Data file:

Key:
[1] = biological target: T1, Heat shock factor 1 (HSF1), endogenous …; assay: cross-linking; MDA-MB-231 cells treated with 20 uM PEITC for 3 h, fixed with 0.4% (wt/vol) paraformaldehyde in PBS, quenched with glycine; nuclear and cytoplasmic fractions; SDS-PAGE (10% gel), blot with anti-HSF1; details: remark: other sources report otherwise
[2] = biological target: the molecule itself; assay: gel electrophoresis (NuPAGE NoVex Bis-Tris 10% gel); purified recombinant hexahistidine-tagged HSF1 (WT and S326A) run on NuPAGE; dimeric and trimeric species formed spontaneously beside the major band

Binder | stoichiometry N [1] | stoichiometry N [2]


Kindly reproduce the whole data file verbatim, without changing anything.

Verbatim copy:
Key:
[1] = biological target: T1, Heat shock factor 1 (HSF1), endogenous …; assay: cross-linking; MDA-MB-231 cells treated with 20 uM PEITC for 3 h, fixed with 0.4% (wt/vol) paraformaldehyde in PBS, quenched with glycine; nuclear and cytoplasmic fractions; SDS-PAGE (10% gel), blot with anti-HSF1; details: remark: other sources report otherwise
[2] = biological target: the molecule itself; assay: gel electrophoresis (NuPAGE NoVex Bis-Tris 10% gel); purified recombinant hexahistidine-tagged HSF1 (WT and S326A) run on NuPAGE; dimeric and trimeric species formed spontaneously beside the major band

Binder | stoichiometry N [1] | stoichiometry N [2]